In 1984, a series of grime-covered windows at 714 Fifth Avenue caught the attention of an architectural historian by the name of Andrew Dolkart. Seemingly innocuous, and almost industrial in aesthetic—at least from afar—the glass panes would later become the foundation for a preservation victory.
Over the past couple years, preservationists have waged two big battles pertaining to the 51-year-old landmarks law. First, there was Landmarks Preservation Commission’s decision to de-calendar 95 historic sites–in other words, remove them from the “waiting list” to be considered for landmarking, leaving them in jeopardy. The LPC eventually withdrew this plan after massive public outcry, but then proposed a bill, Intro. 775, to implement timelines for reviewing possible landmarks, which was met with criticism again for a perceived catering to developers who want to demolish or alter a property. The proposal stalled, but the Council is back at it, now “proposing a half-dozen recommendations to simultaneously streamline and expand the landmarks process” that they will vote on this month, reports the Times.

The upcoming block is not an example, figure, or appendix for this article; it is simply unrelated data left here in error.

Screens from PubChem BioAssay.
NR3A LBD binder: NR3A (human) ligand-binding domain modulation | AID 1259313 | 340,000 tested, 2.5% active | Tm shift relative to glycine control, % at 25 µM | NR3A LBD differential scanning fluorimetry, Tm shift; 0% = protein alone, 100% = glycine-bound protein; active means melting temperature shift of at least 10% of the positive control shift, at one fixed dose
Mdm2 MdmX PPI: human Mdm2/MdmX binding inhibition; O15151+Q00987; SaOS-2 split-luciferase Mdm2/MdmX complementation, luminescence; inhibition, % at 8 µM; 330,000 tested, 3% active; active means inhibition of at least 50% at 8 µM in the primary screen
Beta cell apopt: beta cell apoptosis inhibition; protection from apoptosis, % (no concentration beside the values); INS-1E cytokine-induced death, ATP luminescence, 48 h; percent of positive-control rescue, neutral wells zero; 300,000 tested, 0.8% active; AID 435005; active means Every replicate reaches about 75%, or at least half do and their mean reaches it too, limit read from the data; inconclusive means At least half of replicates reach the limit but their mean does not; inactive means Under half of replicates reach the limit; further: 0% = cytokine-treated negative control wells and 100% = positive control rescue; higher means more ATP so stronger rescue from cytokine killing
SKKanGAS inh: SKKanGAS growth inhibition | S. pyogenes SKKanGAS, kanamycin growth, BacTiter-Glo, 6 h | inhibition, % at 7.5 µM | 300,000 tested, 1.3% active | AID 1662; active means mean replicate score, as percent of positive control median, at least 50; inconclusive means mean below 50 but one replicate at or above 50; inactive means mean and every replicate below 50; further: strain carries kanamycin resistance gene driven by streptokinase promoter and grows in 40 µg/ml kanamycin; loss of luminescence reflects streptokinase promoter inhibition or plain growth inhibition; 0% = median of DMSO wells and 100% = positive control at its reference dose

The city’s preservation groups have reported that the results of a series of studies, prompted by the 50th anniversary of the city’s Landmarks Law, have put some numbers behind the claim that landmarking doesn’t harm, and may actually improve, the economic balance of neighborhood development and growth. According to Simeon Bankoff, executive director of the Historic Districts Council, “This is the first time which preservationists–who tend to be from the humanities and subsequently math-averse–have put real data behind anecdotes.” The combined reports represent the most comprehensive study to date of the impacts of historic preservation in New York City.